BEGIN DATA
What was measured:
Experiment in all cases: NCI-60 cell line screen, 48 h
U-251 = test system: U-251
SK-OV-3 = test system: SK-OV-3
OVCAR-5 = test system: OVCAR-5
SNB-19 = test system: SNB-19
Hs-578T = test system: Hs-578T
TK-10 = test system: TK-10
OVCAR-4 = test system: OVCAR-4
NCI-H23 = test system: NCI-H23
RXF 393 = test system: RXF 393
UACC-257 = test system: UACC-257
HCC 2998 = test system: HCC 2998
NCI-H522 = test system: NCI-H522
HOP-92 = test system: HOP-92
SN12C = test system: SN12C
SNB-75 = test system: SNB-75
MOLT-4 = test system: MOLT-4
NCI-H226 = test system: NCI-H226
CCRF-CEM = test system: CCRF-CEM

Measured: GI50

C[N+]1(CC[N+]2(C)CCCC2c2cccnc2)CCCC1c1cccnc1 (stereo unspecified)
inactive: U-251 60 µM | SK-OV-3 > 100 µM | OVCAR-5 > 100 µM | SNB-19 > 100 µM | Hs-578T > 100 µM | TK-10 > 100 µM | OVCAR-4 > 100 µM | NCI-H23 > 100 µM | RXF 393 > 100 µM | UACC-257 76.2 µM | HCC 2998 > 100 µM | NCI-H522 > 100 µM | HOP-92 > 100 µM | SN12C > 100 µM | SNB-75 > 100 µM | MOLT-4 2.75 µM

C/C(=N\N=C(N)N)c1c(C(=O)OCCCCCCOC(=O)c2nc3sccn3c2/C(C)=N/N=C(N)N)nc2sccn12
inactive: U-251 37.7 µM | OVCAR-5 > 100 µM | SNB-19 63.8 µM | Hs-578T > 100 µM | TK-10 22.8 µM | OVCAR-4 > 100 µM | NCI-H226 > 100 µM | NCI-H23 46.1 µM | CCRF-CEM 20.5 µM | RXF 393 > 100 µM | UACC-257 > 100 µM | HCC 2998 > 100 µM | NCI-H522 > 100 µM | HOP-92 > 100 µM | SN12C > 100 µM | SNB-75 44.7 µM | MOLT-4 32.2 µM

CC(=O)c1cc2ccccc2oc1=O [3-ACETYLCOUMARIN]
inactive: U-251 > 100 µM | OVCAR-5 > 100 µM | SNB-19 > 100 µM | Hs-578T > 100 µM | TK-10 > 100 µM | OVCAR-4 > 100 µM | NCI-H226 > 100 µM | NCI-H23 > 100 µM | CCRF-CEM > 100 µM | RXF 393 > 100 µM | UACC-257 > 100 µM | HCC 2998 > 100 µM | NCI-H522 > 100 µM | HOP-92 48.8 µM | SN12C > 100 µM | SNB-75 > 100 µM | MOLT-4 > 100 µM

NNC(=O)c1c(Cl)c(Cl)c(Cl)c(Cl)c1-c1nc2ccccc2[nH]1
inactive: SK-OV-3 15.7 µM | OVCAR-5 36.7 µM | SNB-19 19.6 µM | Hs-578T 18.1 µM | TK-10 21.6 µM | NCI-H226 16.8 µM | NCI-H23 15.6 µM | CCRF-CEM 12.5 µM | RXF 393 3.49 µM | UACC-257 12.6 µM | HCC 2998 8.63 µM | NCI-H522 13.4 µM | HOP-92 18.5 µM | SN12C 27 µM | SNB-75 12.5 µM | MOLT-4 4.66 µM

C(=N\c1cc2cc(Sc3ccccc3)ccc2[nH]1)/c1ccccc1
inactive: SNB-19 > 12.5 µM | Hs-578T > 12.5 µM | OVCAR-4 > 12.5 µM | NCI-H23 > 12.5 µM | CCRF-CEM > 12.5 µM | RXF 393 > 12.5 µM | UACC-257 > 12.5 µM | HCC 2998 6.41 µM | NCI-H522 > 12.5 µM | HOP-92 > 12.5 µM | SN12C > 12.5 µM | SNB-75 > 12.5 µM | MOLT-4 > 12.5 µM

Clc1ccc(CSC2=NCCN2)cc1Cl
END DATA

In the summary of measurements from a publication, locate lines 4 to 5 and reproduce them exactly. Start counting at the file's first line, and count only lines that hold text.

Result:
SK-OV-3 = test system: SK-OV-3
OVCAR-5 = test system: OVCAR-5